Extinction of the Pay-to-Pitch Dinosaur

Lately, many folks have asked me why I’m against pay-to-pitch events. Is it personal? Do I hate the profiteer promoters? The answer…. hell no, it’s not personal, it’s reality.

Is it personal that people no longer buy film? Do they hate Kodak employees? Do they want to see Kodak employee families on the street? Did digital photography say, let’s bankrupt Kodak by disrupting the Kodak business model?

Look, there’s nothing that is offered in a pay-to-pitch event that is not available for free in today’s social media, meetup driven, AngelList world.

Entrepreneurs have opportunities to pitch, get coached, and get in front of investors through myriad free venues like AngelList, or Founders Corp, or Dingman Angels or many of the fabulous DC Tech and Baltimore Tech community events put on during the year.

There are at least 400 slots per year for companies to pitch real verified check-writing investors that cost under $100 to attend. Less than 20% of the companies pitching at these events are getting funded. That means we don’t need more events, we need more check writers or better companies.

If 80% of the companies who present at free events aren’t getting funded, what do you think the chances of getting funding are for a company that was rejected from a free event? Not only are these companies less likely to land investors, they damage their brand by saying, “I need to pay to get in front of investors.”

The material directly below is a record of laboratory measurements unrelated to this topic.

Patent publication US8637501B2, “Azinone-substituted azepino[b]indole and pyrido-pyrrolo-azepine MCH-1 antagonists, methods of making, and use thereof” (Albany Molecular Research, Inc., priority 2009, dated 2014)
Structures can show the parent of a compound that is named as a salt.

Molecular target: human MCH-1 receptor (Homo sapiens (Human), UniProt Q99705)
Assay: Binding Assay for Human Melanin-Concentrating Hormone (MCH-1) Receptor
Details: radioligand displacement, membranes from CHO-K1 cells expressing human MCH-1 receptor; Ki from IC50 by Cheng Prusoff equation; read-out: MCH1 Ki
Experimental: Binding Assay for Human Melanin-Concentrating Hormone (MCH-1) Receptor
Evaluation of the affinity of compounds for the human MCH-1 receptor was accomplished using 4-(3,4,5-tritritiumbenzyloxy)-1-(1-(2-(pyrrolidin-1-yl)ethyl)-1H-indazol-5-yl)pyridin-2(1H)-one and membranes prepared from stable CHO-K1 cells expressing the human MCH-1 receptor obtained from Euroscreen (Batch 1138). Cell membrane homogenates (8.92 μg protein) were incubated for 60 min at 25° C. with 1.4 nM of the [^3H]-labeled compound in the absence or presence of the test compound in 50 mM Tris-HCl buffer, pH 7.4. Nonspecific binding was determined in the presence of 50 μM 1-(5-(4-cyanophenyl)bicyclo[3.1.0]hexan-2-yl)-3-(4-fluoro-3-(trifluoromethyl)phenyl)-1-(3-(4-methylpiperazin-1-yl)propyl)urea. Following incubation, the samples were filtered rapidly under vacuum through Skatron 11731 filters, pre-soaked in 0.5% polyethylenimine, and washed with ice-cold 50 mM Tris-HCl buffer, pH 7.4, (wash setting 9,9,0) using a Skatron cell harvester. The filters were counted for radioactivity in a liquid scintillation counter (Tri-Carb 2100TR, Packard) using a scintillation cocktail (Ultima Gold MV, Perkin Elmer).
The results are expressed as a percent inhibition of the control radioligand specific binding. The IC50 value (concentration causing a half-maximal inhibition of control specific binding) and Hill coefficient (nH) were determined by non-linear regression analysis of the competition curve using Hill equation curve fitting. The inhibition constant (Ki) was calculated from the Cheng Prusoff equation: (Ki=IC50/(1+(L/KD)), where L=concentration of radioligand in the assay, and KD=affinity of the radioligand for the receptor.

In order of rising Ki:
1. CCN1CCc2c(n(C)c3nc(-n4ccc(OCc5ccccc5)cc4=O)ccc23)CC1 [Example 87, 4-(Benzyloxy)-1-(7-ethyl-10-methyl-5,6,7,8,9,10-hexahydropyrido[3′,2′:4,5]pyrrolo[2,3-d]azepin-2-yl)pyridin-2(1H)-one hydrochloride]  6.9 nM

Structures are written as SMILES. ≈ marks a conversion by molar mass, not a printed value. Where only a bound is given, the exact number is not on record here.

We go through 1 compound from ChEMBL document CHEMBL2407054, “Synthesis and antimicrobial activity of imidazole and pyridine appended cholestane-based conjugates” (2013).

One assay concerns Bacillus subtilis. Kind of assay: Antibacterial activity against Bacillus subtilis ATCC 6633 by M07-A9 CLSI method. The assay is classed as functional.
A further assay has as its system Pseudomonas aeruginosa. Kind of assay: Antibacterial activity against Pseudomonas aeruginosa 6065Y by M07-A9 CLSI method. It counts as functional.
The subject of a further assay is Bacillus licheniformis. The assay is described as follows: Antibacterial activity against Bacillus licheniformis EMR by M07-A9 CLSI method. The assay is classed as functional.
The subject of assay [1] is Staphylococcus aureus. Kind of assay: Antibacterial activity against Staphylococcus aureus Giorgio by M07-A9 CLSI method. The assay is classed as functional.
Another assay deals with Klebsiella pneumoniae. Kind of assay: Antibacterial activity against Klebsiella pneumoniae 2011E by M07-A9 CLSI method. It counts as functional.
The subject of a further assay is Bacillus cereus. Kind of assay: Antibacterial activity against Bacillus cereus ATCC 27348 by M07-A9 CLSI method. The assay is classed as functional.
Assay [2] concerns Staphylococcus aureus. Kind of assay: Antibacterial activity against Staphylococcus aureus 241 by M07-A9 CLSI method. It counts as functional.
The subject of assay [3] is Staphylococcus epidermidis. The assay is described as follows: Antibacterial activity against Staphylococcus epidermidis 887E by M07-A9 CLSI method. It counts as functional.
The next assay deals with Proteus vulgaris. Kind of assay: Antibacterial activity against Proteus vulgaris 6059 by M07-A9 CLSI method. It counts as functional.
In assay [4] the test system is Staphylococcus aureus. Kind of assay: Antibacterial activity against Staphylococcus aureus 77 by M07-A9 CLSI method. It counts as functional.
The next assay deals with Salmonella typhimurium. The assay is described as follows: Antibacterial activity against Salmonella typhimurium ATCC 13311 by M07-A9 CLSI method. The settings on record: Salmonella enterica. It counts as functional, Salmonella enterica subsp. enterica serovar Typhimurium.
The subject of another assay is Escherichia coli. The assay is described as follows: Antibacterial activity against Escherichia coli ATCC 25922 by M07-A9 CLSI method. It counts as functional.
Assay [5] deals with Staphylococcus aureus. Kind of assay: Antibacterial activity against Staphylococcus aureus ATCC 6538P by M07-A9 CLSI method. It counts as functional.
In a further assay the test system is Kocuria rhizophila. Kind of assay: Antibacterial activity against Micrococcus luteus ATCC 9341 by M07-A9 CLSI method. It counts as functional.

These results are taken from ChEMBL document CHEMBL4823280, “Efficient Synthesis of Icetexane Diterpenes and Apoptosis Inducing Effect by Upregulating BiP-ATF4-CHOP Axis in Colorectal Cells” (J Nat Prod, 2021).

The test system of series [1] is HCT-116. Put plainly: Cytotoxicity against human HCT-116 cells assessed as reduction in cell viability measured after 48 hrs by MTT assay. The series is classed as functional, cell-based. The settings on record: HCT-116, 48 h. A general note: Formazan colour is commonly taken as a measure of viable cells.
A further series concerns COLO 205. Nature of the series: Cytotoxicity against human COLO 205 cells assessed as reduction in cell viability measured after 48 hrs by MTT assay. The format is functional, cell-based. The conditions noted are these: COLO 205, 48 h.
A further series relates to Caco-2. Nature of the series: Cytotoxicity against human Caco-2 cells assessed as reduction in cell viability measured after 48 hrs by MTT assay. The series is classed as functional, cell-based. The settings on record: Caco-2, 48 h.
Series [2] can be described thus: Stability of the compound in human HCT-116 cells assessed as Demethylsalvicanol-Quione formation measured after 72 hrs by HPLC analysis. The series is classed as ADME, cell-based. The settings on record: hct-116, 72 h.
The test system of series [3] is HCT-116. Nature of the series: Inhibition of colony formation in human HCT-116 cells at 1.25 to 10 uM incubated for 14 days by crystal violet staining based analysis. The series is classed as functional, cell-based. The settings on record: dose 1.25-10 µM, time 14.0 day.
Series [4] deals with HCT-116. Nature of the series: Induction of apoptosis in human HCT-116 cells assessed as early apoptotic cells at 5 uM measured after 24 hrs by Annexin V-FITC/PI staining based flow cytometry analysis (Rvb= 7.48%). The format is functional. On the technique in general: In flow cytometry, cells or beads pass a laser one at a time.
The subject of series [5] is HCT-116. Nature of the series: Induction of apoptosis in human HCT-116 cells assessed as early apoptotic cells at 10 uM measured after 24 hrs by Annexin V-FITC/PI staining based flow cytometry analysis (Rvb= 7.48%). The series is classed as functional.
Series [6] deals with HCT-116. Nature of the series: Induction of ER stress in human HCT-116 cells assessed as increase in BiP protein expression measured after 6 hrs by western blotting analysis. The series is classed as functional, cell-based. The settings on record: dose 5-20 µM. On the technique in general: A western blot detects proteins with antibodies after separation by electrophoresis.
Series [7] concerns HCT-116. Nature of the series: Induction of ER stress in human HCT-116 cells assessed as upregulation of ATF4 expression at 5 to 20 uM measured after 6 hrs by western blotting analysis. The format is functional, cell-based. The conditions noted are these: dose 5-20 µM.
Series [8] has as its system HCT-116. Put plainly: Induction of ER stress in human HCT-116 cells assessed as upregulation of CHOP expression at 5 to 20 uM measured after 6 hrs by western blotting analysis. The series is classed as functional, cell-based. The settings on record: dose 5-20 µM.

If you pay the big bucks to pitch, you’ve proven one or more of the following:

  1. Your company isn’t investible
  2. You might have a good idea but you don’t have the hustler DNA required to be successful
  3. You don’t know where to invest your time and money
  4. You’re lazy
  5. You’re desperate

I’m asked, what’s your beef with so and so who runs such and such pay-to-pitch event. It’s not me. I’m not the person who disrupted their business model. I’m not the reason pay-to-pitch went the way of the Dodo.

This isn’t a personal thing against anyone trying to earn a living by getting people to pay for that which can be found for free. It’s like when my mom asks me if she needs to buy film for her digital camera. I tell her no. Not because I hate the CEO of Kodak, but because I love my mom and I don’t want her wasting money buying film for a digital camera.

I love entrepreneurs! I care for startup founders and I don’t want them wasting their money and damaging their brand by paying to play at a pay-to-pitch event.  And if that hurts someone’s current business model, it ain’t my fault that we don’t need their pay-to-pitch film in our digital camera pitch events.